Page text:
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NZer's Health Improved, But Still A Long Way To Go


9 February 2000

New Zealanders Health Improved, But Still A Long Way To Go

The health of New Zealanders has improved greatly over the past 50 years but many challenges lie ahead, a new Ministry of Health report shows.

Director-General of Health, Dr Karen Poutasi, today launched Our Health, Our Future - Hauora Pakari, Koiora Roa: The Health of New Zealanders 1999. The five-yearly publication analyses the health of New Zealanders, and trends and inequalities in people's health status.

Dr Poutasi said New Zealand men could now expect to live on average to just over 74 years and women to nearly 80 years. This compared to 67 years for men and 71 for women in 1950.

"While there is much to take heart from in the report, it also contains some findings of concern. The report shows Maori and those from lower socio economic backgrounds experience shorter lives and poorer health than Europeans and those from more affluent areas.

"These findings are among the many challenges this report presents to policy and decision makers. Our Health, Our Future will guide the development of policies aiming to reduce ethnic and socio-economic health inequalities, and to boost the health of all New Zealanders.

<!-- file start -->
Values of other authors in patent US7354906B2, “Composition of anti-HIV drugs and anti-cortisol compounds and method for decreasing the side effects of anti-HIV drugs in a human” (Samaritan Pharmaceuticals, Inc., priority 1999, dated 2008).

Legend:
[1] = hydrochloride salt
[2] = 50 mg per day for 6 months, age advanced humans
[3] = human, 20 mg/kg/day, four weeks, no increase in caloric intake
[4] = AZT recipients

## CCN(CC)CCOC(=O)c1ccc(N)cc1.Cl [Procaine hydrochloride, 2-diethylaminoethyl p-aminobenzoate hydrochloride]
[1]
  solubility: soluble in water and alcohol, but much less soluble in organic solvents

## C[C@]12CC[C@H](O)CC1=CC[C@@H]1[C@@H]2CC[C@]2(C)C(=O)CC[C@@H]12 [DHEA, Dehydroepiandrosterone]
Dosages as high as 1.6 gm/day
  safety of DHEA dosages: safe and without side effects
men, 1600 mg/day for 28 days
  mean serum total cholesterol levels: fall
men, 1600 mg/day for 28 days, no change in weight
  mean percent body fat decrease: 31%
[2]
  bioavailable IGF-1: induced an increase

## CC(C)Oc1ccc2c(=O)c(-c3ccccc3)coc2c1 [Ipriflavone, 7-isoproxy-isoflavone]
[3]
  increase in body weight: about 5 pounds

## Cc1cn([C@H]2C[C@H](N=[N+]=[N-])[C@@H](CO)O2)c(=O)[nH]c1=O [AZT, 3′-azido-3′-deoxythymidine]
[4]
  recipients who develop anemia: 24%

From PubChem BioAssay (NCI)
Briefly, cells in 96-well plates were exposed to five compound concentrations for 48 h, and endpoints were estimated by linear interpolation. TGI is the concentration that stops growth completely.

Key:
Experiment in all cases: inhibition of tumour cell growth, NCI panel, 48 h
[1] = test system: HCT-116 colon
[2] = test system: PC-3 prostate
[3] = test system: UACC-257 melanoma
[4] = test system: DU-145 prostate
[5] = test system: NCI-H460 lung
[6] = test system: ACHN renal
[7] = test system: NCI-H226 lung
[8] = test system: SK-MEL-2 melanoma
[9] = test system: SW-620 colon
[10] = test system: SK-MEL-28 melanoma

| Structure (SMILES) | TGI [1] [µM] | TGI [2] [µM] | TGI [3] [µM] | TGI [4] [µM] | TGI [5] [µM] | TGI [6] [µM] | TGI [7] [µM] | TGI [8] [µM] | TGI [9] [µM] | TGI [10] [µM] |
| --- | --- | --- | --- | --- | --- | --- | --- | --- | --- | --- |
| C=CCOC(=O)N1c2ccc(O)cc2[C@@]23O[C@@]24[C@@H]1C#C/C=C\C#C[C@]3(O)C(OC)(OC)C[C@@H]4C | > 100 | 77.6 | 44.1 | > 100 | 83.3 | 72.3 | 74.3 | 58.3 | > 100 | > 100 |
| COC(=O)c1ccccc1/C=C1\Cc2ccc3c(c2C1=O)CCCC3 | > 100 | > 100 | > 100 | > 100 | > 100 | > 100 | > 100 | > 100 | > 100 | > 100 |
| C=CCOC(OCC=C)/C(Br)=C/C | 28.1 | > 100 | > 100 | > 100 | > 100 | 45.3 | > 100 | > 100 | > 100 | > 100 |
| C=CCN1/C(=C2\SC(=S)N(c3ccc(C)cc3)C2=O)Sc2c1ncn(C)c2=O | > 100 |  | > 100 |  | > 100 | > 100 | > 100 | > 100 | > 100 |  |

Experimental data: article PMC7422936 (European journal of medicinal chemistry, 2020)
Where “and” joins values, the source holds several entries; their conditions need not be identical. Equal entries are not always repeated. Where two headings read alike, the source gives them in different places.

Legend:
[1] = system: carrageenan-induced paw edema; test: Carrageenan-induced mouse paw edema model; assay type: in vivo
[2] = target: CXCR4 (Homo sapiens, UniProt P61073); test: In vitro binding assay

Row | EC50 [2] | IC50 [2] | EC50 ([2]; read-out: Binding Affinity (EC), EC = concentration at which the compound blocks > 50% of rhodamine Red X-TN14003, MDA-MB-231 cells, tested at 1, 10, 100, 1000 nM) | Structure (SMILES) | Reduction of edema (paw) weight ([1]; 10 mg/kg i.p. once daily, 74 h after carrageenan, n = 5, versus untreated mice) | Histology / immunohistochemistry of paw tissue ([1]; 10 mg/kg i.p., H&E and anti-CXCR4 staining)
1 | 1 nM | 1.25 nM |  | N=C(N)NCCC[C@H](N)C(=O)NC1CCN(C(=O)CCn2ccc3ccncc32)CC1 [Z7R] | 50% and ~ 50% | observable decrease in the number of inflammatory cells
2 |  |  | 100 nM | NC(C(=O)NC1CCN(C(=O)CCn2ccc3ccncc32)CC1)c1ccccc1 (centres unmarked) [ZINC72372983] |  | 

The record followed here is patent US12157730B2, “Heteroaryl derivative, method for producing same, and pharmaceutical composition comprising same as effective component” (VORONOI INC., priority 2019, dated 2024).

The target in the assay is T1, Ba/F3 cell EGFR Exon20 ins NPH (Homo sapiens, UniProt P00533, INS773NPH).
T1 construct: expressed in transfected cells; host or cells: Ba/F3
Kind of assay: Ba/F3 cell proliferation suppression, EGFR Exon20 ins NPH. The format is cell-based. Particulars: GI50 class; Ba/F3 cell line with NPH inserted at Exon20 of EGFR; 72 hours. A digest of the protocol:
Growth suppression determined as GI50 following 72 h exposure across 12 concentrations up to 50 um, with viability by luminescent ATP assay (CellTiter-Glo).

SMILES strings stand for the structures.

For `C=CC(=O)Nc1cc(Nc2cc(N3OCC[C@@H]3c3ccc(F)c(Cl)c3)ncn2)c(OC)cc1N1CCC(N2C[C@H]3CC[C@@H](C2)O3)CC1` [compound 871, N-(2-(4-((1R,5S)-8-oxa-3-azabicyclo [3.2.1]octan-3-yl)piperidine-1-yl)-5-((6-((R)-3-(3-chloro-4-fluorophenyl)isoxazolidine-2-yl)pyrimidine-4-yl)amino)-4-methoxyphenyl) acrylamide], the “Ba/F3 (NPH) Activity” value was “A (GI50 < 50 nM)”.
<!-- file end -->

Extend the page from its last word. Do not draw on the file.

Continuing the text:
Dr Poutasi said the data on why people were dying prematurely or becoming ill showed there was potential for considerable health gain. The report found that nearly 70 per cent of deaths in the 0-74 age group were theoretically avoidable. Health promotion and disease prevention provided the key to reducing avoidable deaths, she said.

"The report re-emphasises the need to eliminate tobacco consumption, improve our diet and lead more active lives. It confirms that obesity, diabetes, high blood pressure and high cholesterol are robbing people of their quality of life and are important causes of people dying younger than expected.

"Individuals, communities, local and central government as well as the health sector itself can make a difference to the impact chronic diseases are having on ourselves and our families.

"The importance of primary care providers like GPs, nurses and Maori and Pacific providers is also highlighted, as they can identify people at high risk of these diseases. They can help them make the necessary lifestyle changes and treat conditions before complications develop."

Dr Poutasi said that the report will also be an important resource for Government

New Zealand Health Strategy, which is currently being planned.

ENDS

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